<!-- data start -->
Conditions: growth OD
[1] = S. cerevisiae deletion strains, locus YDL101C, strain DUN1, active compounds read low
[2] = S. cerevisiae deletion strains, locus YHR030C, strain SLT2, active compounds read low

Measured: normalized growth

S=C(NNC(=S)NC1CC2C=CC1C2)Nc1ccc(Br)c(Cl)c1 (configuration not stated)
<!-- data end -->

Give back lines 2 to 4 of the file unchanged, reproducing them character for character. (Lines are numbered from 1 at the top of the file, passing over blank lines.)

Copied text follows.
[1] = S. cerevisiae deletion strains, locus YDL101C, strain DUN1, active compounds read low
[2] = S. cerevisiae deletion strains, locus YHR030C, strain SLT2, active compounds read low

Measured: normalized growth